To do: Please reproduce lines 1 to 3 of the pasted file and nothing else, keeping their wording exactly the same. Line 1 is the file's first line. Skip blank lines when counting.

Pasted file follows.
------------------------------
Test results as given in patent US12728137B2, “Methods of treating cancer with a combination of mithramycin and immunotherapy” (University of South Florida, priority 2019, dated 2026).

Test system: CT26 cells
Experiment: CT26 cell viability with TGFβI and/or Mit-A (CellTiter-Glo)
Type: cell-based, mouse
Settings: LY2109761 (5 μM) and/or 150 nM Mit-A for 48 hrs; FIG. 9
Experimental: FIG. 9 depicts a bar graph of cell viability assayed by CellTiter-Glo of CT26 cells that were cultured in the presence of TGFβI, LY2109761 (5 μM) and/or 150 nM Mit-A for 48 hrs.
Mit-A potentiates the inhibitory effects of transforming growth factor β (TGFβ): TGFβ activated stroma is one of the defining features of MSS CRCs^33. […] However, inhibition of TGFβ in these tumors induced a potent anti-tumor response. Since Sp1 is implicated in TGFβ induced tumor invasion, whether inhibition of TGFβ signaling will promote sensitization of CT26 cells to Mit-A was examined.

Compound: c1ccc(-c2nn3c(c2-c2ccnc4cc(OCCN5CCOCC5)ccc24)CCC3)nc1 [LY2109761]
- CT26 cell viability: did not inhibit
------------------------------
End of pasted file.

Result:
Test results as given in patent US12728137B2, “Methods of treating cancer with a combination of mithramycin and immunotherapy” (University of South Florida, priority 2019, dated 2026).

Test system: CT26 cells
Experiment: CT26 cell viability with TGFβI and/or Mit-A (CellTiter-Glo)